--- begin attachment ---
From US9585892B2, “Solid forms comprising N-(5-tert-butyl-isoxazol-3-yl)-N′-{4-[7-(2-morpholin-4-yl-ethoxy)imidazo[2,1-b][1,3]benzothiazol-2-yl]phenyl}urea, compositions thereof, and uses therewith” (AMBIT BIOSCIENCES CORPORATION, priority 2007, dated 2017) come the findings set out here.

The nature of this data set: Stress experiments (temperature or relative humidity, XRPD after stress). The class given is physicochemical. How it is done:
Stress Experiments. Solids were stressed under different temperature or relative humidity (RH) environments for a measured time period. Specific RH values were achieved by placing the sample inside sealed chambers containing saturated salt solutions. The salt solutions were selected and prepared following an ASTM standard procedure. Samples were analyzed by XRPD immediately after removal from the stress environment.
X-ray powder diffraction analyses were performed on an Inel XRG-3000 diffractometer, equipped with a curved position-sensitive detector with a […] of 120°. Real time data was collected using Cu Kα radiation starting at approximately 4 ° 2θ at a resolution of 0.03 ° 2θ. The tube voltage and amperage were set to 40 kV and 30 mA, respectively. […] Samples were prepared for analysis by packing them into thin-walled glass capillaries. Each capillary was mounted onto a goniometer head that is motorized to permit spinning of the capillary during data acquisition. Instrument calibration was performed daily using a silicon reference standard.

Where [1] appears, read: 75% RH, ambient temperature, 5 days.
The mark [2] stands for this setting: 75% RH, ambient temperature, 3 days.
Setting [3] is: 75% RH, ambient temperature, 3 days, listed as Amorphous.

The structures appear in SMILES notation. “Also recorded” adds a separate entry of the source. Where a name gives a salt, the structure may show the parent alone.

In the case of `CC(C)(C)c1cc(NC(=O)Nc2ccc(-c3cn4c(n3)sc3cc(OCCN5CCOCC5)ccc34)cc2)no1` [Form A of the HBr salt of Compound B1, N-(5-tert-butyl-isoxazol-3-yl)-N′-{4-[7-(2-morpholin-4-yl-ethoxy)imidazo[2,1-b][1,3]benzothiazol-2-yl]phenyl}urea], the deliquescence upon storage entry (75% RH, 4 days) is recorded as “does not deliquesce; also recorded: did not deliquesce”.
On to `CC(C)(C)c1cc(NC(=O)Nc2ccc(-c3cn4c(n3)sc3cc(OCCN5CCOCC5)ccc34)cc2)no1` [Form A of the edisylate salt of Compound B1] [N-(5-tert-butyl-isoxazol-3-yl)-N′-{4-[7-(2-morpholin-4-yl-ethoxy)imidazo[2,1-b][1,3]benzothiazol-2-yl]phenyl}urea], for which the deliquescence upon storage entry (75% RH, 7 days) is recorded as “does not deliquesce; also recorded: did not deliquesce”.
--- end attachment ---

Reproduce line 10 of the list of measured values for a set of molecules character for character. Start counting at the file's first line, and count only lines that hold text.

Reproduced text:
On to `CC(C)(C)c1cc(NC(=O)Nc2ccc(-c3cn4c(n3)sc3cc(OCCN5CCOCC5)ccc34)cc2)no1` [Form A of the edisylate salt of Compound B1] [N-(5-tert-butyl-isoxazol-3-yl)-N′-{4-[7-(2-morpholin-4-yl-ethoxy)imidazo[2,1-b][1,3]benzothiazol-2-yl]phenyl}urea], for which the deliquescence upon storage entry (75% RH, 7 days) is recorded as “does not deliquesce; also recorded: did not deliquesce”.